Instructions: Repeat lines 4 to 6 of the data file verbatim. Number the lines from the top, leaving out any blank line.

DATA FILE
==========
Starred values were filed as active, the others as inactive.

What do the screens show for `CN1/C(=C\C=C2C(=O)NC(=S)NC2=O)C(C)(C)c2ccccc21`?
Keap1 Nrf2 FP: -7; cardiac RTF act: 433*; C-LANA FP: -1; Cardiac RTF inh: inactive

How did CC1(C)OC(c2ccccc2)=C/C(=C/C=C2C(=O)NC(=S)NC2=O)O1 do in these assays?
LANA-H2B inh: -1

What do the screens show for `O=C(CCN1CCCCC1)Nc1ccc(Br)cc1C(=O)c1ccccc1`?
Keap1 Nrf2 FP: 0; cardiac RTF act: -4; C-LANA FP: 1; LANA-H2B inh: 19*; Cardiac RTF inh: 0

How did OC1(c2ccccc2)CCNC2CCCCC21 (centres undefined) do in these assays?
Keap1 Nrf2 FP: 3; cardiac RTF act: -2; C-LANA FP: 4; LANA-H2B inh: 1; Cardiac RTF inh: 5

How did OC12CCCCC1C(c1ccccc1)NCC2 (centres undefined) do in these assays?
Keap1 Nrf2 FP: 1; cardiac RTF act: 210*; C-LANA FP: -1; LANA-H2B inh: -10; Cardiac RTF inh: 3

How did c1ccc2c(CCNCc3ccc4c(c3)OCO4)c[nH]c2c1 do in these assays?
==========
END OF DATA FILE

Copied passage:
How did CC1(C)OC(c2ccccc2)=C/C(=C/C=C2C(=O)NC(=S)NC2=O)O1 do in these assays?
LANA-H2B inh: -1

What do the screens show for `O=C(CCN1CCCCC1)Nc1ccc(Br)cc1C(=O)c1ccccc1`?